Many distinguished figures have been laid to rest in Lviv’s Jewish cemetery. Among them are Izaak and Róża Nachmanowicz, the founders of the Golden Rose Synagogue in Lviv.
The first mention of the old Jewish cemetery in municipal records dates back to May 27, 1414. The cemetery was established on lands that were bestowed upon the city by a royal privilege from King Władysław Jagiello.
For the next several centuries, the cemetery was shared by several Jewish communities … those of the outer districts, founded in the medieval Ruthenian principality, and by Lviv’s Jewish community, which originated during the construction of the new city center by Polish King Kazimierz III.
On August 22, 1855, the cemetery was officially closed. According to archival data, many Jews found their final resting place there that year after a cholera epidemic.
Once closed, the cemetery began to fall into decline. However, for a brief time in the 20th century, the Jewish cemetery regained its the status of a landmark.
In the 1920s the Lviv Rabbi Dr. Levi Freund together with architect Józef Awin established a Curatorship for the protection of Jewish Memorials within the Jewish community. In 1928 and 1931 the Curatorship organized renovation works on the old Jewish cemetery. After cleaning and restoration, 532 tombstones on concrete foundations were put in place in the cemetery.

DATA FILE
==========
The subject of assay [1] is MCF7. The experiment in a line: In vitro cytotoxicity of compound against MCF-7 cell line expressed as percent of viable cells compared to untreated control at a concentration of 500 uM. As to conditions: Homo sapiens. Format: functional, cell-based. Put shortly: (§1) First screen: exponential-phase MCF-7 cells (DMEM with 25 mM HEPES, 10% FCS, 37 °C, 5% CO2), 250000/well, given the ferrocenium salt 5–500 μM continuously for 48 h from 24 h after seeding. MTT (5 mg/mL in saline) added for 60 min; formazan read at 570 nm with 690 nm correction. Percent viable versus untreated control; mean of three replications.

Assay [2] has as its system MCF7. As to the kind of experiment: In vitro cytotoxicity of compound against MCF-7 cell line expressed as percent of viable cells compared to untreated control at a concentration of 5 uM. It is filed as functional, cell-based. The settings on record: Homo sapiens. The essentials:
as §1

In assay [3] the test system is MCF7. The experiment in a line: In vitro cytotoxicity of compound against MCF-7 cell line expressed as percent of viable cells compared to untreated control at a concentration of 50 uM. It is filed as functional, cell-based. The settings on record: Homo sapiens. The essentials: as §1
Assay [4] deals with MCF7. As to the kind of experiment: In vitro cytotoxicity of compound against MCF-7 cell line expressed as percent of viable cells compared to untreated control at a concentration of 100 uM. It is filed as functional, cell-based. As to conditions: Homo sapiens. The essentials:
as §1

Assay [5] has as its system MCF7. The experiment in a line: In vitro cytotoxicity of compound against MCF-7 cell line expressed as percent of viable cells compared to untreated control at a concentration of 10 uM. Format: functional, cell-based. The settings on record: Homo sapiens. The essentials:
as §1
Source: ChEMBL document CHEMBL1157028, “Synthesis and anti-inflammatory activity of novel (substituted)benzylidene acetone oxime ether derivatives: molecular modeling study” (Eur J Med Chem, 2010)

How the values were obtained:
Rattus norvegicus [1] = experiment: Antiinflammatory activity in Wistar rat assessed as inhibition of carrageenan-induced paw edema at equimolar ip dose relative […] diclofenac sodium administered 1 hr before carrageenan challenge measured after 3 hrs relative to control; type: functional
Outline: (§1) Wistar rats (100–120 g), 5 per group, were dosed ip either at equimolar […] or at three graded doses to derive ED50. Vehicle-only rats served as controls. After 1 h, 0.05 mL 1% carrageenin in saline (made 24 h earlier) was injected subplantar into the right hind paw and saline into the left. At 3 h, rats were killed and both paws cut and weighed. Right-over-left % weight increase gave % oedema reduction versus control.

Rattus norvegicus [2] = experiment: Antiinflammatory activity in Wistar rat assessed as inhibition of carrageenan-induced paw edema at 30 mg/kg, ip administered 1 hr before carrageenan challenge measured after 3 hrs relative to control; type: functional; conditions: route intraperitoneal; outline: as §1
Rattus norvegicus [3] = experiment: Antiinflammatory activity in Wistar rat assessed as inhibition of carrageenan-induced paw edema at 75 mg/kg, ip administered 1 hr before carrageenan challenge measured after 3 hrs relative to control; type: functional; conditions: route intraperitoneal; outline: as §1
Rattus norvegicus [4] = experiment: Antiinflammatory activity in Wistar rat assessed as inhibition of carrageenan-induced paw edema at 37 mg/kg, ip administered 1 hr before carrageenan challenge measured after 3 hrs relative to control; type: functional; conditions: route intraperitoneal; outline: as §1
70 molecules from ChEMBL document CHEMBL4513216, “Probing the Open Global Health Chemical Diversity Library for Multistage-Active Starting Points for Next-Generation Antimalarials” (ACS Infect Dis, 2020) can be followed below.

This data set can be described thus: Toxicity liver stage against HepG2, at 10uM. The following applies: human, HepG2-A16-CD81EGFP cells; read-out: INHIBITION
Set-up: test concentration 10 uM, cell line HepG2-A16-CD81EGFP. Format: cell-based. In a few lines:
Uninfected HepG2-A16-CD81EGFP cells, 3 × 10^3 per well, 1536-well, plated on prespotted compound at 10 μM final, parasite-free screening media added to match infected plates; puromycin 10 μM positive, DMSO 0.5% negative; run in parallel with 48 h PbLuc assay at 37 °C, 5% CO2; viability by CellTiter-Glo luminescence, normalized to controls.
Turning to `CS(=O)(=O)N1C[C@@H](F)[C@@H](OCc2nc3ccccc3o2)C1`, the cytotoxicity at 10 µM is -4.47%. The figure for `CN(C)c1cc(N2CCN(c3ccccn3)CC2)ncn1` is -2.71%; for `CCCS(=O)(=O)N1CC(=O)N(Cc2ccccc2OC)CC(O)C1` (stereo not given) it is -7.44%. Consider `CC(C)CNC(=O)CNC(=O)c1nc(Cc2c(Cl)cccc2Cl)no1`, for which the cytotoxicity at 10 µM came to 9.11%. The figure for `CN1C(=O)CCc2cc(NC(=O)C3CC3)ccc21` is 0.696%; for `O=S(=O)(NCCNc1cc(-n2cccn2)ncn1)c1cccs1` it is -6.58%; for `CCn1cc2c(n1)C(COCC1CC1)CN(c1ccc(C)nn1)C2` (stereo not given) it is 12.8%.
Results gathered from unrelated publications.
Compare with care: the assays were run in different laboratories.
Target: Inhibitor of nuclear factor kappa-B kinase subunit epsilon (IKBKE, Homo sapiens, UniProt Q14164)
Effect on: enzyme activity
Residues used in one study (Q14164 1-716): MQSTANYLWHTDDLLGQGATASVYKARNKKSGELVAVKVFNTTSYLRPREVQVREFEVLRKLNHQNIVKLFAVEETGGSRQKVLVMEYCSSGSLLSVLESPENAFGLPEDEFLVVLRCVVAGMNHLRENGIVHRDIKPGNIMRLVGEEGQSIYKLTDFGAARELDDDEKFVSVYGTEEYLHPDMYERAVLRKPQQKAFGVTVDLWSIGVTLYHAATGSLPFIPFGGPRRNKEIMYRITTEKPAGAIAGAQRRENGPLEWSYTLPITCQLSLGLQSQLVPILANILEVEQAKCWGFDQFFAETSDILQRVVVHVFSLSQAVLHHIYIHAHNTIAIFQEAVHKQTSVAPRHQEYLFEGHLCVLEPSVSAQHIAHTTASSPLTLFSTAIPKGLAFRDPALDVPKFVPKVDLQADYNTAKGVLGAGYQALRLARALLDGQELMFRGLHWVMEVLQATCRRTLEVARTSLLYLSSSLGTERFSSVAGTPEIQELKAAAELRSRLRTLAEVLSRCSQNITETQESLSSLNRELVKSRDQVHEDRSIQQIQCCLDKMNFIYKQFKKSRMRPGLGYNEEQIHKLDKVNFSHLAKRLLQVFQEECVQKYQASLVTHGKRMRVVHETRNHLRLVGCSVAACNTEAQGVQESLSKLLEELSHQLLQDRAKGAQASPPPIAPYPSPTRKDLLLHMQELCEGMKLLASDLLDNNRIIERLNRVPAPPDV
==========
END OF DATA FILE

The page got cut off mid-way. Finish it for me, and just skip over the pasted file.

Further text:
The revitalization project was short lived. During the Holocaust, the cemetery was destroyed again. What the Nazis left unfinished, the Soviets completed.
In 1947, a food market, known as the Krakivskyi Market, was established on the site. The tombstones of the old Jewish cemetery were used for construction of the market walls. As well, surrounding streets were paved with Jewish tombstones, as was the courtyard of the prison in former Lonskiego St.
Today, there is little to identify what for countless generations had been a hallowed, sacred site for the local Jewish community. Quite simply, Lviv’s old Jewish cemetery, one of the oldest of its kind in Europe, no longer exists.
In its five centuries of history, twenty-five to thirty thousand people were interred in this cemetery, on a territory of around three hectares. It is our hope that the desecration of their final resting place will one day stop.
Our organization is doing what it can to ensure that it does. We fervently hope that at least a notable monument will one day stand in honour of their memory, and in acknowledgement of a centuries-old historical treasure that has been lost forever.
This is Renata Hanynets, at the Faina Petryakova Scientific Centre in Lviv, Ukraine. Until next time, Shalom.